The following article comes from the book Virtual Reality Tomorrow: The Promise and Perils of VR in the 21st Century, which is being completed by VR eMAG publisher John C. Briggs. It is part of the book’s first chapter, “VR Today: The Promise of Virtual Reality.” Early drafts of this chapter and the introductory chapter of the book are available from VR eMAG. To order a hard copy, see details below.
The Promise of Virtual Reality: Why VR?
Virtual Reality (VR) may be one of the most important technologies in our future, producing great leaps forward in many fields. While the current focus is on VR’s use in the entertainment arena at present, in the future its largest impacts will be in the arts, business, communication, engineering, medicine, and many other fields. VR will move from a primarily personal, local, and stand-alone activity to a networked experience for sharing information and communicating. Due to the importance of VR, I felt the need to write this book to dispel a great deal of false information about current VR and to suggest some important and very real applications for the future.
VR is not a set of devices like helmets and gloves, as it is often portrayed in the popular media. Rather, VR is a means to create, experience, and share a computer-generated world as realistic or as fanciful as you would like. VR can provide ways to transmit information, share experiences, or communicate ideas. In fact, VR has been called a “meta medium,” a medium which depicts another medium.
Hype and Hope
There is a great deal of hype surrounding VR right now. The technology’s present state of advancement has been overstated. VR is appearing in numerous magazine and newspaper articles, on TV shows, and even in TV ads. This coverage, often using slick and time-consuming animations to produce faster and more detailed images, suggests that VR has reached its potential. Unfortunately that is not the case.
VR visualizations are often of low quality, fuzzy, and cartoonish. The picture we see may be jerky and not respond quickly to our movements. Some systems combine sound with sight to produce a richer experience, but not all. Few systems allow for a sense of touch, technically called tactile or force feedback. VR systems are most often expensive. Finally, some people question the physiological and psychological safety of VR, particularly in the home entertainment environment.
However, we should not abandon the technology despite any current shortcomings. The future if VR is important and real. VR is with us in a very early and rudimentary form. Its state of development has been likened to the space program in the 1950’s or microcomputers in the 1970’s. We are just beginning to see the future potential of VR dimly in its hyped state.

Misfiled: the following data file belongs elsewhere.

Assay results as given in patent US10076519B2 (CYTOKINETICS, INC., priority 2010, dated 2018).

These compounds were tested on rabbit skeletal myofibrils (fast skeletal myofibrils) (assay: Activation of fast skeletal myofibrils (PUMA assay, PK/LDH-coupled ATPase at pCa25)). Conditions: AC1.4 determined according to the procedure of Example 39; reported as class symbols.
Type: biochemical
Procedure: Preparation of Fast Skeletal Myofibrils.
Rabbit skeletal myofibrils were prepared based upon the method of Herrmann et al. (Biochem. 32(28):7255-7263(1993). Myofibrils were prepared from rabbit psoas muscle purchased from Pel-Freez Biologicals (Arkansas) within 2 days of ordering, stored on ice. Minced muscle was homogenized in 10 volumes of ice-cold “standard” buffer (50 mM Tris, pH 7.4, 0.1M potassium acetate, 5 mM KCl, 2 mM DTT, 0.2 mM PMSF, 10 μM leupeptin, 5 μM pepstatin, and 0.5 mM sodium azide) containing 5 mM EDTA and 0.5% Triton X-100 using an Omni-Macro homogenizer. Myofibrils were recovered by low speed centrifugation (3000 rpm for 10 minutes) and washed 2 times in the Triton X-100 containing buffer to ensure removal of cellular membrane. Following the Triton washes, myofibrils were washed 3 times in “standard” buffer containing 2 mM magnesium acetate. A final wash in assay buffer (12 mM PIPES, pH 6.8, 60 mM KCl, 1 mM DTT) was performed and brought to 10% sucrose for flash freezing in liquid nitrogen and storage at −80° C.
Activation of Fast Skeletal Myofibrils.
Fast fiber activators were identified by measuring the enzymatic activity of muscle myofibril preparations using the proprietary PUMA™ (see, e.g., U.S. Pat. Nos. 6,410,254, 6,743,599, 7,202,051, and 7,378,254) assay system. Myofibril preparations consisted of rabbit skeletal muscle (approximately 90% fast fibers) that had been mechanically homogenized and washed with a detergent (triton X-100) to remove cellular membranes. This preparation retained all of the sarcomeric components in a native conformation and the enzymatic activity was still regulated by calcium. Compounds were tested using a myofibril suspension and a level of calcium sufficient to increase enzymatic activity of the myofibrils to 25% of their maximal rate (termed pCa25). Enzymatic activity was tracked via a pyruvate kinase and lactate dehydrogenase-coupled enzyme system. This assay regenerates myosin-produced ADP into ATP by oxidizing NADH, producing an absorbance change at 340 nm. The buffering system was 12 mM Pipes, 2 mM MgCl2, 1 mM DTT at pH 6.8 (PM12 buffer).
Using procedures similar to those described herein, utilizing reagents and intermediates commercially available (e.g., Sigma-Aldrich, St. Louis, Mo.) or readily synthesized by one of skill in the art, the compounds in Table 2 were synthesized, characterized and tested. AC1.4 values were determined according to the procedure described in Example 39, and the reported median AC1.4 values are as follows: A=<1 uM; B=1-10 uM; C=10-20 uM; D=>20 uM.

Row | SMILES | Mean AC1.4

Faster computers, better software, and new devices to inform our senses are expected to come rapidly onto the scene, improving VR and increasing its utility. Better content and new applications will emerge in the years ahead. VR will come to us over the Net/Web and whatever supersede these means of communication, reducing the need for complicated and expensive stand-alone equipment. Don’t let the hype fool you. VR is not fully here yet, but it will become increasingly important for individuals, companies, and our society as a whole.
There are many potential applications of VR. Perhaps in the future these applications will only be limited by our imagination. VR is neither inherently good nor bad. It is a new tool, which will have important implications in our future.
In working in the VR field, I have found a very important element, something that is often overlooked. In order to create VR worlds, one must have an in-depth understanding of how our everyday world works. Perhaps one of Virtual Reality’s greatest gifts will be in helping us to better understand our everyday reality.
In the next few weeks, the “VR Today and Tomorrow” column will bring definitions VR definitions, its characteristics, and terms others give to the field. Then, we’ll move on to some frequently asked questions about VR.
Can’t wait for this new book to be serialized on the Web. You can order the first parts of “Virtual Reality Tomorrow” right now. You will get “Chapter 0: Read Me First” and “Chapter 1: Virtual Reality Today,” about one-third of the book. It includes VR explanations, interviews, lecture notes, charts, and scenarios.